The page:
SilentDawn’s review published on Letterboxd:
Part One of Preparing (As Much As Humanly Possible) For Inherent Vice
Thinking about your favorite film is really hard. What is my favorite? Why is it my favorite? But what about this film? But what about that film? I've always grappled with my decision, but I always come back to Paul Thomas Anderson's epic Boogie Nights. It's a film of exceptional character, vibrancy, poetry, and tragedy; and yet, It's also one of the funniest films ever made. I remember my first viewing, and you can read my rambling thoughts from that experience in my first review, being the equivalent of a film-nerd's high. I was dazed, amazing, intoxicated, moved, exhilarated, and incredibly delighted for every freaking moment, and It really comes down to one key element:
I mean, starting with that wonderful opening transition from a melancholic tune to the sudden joyful blast of The Emotions' Best of my Love, I knew I was in the hands of a master that wouldn't let me down. He might act like I'm going to fall, but I'd never plummet away from his ferocity of vision. Hell, look at the opening tracking-shot! It's like the grooviest, most stylish, and most dangerously fresh moment that I have seen in cinema, and yet, the film gets better.
I think the moment I knew this wasn't just a frenzied experiment with classic songs was the sequence where we watch all the individuals in the night-club leave. In that prior scene, the audience meets different faces and different personalities, but we don't see their true selves until the party has died. For such a calm moment to come after such a scene pulsing pleasure is utterly brilliant.
However, as wonderful as those peaceful and more serene moments are, It's the 4 main sequences that give the film its urgency and its flourishing exuberance:
1. The Opening Sequence
2. The Pool Sequence
3. The New-Years Party
4. The Long Way Down (One Last Thing)
Now, all of those moments are breathtaking; fast, detailed, and sprinkled with life. Yet, my favorite is the 4th one. Ugh, It's so good. It's so good it gives me chills.
Cold, full-fledged chills.
I don't know why it resonated so much with me, there's just something so fascinating and invigorating about watching characters go through such an ordeal. The audience has watched these characters stumble, fall, grow, and change; However, it's only when they're at their lowest that PTA decides to give them a wake up call.
And what a wake-up call it is. It's almost like Rahad Jackson's house is the very definition of 'long gone'. Drugs are everywhere, weapons are shockingly present, and nerves are fried to a crisp. While many have interpreted the house as the center of Hell, I would actually make the claim that it's the inner-soul of Dirk. He's lost, coked up, and disparate; and this scene is the epitome of his current mental and physical state.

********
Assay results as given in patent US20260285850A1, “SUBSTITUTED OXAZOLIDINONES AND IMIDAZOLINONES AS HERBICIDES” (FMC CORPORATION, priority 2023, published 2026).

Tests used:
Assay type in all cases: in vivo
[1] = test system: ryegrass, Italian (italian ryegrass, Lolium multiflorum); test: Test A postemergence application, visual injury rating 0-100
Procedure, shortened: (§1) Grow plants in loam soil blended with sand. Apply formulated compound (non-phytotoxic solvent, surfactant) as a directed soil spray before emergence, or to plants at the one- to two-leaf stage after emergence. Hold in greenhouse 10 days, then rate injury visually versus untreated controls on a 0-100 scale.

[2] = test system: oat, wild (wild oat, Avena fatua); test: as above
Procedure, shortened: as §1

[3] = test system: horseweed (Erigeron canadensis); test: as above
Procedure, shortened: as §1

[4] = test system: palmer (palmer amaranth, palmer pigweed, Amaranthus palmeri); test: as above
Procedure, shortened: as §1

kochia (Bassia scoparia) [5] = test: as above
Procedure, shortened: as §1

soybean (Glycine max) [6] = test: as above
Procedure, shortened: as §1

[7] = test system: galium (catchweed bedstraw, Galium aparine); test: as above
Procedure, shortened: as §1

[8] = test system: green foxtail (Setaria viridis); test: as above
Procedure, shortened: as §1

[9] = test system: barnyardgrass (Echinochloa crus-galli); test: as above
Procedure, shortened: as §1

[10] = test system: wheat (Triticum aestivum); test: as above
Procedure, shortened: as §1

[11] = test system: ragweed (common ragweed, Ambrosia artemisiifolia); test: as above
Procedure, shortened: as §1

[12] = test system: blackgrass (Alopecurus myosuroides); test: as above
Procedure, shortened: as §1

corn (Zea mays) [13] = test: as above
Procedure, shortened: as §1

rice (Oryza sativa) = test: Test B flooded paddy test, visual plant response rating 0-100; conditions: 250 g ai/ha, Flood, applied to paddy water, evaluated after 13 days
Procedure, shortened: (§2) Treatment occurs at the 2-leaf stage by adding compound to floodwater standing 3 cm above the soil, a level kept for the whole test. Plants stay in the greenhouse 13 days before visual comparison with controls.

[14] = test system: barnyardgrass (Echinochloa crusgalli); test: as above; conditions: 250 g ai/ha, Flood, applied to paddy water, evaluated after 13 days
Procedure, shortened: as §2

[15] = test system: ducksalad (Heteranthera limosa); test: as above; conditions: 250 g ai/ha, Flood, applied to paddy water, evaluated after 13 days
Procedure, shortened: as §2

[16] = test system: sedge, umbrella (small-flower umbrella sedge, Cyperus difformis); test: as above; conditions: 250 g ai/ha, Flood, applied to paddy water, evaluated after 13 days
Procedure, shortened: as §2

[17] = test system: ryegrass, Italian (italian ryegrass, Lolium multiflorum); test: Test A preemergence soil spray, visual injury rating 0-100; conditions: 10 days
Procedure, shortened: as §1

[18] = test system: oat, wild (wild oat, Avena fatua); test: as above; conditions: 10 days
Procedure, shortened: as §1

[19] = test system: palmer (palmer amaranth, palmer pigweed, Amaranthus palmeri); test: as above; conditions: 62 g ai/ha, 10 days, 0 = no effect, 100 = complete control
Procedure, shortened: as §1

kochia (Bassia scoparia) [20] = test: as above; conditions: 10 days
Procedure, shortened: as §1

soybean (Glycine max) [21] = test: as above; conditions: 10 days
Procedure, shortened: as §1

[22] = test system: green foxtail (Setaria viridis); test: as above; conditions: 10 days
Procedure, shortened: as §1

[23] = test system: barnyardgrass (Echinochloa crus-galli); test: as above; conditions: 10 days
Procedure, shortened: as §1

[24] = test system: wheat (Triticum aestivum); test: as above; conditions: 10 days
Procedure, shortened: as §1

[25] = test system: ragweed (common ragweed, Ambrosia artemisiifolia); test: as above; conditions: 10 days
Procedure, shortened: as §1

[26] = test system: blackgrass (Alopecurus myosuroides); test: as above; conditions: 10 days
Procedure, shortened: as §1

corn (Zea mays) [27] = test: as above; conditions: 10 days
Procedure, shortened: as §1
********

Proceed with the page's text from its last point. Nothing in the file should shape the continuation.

I just cannot describe my love for this scene enough. The glances, the musical choices, the camerawork, the evolution of everything that's going on; It's fucking perfect. In particular, I love how the three songs reflect the tone of the scene at any specific moment. Sister Christian is playing when the characters think they have the situation handled, even though the firecrackers throw them off right away. Jessie's Girl is playing when the states of the characters start to build with uneasiness and tension. And 99 Luftballoons plays when Dirk and Reed realize their situation and how far they've fallen. I truly don't think music has been used better in any film. It's astonishing really.
I also love the reactions that Dirk and Reed give during the visit to Rahad Jackson. After every firecracker, they jump. It's genius. I also love Reed's reaction to the gun that the bodyguard has hidden under his clothes. It's like he sees it, contemplates it, and then eventually realizes that this isn't going to turn out well. And of course, the scene's main emotional power comes from the zoned-out state of Dirk. As Jessie's Girl is blaring, the camera shifts, almost magnetically, over to Dirk and his internal struggle. It's so great that I can't put it into words. If anyone says Wahlberg can't act, they clearly haven't seen Boogie Nights.
Plus, Rahad Jackson himself is brilliantly scary and hilarious. His random antics and quips throughout the scene liven things up in a way that doesn't ease the tension, It amplifies it. I think it was the moment when Rahad asked the characters if they wanted to play baseball when I realized that I loved this film more than any other.
I realize that this write-up was more of a love letter to my favorite sequence of all time rather than the entire film, but I have a feeling that I've written enough about this phenomenal masterwork. I love it way too much, and hopefully you see why it's my favorite film ever.